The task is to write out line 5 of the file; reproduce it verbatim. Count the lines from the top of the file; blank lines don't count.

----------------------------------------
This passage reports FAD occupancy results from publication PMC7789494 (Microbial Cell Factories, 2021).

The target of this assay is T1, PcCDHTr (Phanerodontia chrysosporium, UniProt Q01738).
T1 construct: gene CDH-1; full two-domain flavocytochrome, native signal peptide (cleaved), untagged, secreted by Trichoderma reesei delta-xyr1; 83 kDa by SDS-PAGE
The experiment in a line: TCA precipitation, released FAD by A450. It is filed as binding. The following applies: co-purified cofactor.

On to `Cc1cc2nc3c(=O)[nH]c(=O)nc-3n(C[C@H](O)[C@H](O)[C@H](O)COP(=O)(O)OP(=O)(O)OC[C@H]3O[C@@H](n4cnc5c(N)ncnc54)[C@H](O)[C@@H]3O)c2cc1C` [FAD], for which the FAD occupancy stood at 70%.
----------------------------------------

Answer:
On to `Cc1cc2nc3c(=O)[nH]c(=O)nc-3n(C[C@H](O)[C@H](O)[C@H](O)COP(=O)(O)OP(=O)(O)OC[C@H]3O[C@@H](n4cnc5c(N)ncnc54)[C@H](O)[C@@H]3O)c2cc1C` [FAD], for which the FAD occupancy stood at 70%.